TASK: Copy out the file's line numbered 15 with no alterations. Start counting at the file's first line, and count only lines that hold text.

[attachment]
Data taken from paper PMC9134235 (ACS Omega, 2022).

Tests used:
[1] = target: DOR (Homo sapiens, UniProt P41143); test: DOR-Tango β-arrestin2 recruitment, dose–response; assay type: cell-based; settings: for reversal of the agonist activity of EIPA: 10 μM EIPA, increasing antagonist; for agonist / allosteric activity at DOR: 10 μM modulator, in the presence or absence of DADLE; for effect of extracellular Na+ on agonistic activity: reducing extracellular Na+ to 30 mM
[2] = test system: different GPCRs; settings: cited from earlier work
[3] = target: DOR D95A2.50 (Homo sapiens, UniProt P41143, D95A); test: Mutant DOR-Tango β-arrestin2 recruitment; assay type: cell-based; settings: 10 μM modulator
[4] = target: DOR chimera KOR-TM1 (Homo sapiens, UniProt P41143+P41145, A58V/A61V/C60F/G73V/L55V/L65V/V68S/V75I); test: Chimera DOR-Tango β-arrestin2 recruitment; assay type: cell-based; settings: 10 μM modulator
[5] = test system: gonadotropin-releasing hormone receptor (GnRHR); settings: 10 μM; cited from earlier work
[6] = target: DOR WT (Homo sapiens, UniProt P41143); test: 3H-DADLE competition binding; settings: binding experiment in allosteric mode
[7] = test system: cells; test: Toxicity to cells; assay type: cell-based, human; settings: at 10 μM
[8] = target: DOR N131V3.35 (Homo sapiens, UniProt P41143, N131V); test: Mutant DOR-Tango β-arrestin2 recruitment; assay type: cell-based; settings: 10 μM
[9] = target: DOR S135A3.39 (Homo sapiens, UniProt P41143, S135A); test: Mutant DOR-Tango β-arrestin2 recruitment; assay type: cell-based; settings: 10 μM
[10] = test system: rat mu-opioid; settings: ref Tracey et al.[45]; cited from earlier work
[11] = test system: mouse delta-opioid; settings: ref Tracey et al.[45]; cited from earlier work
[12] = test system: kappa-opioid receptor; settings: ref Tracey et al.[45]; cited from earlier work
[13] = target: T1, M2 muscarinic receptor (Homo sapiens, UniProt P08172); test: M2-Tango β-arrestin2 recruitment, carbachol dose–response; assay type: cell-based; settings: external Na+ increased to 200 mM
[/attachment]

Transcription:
[13] = target: T1, M2 muscarinic receptor (Homo sapiens, UniProt P08172); test: M2-Tango β-arrestin2 recruitment, carbachol dose–response; assay type: cell-based; settings: external Na+ increased to 200 mM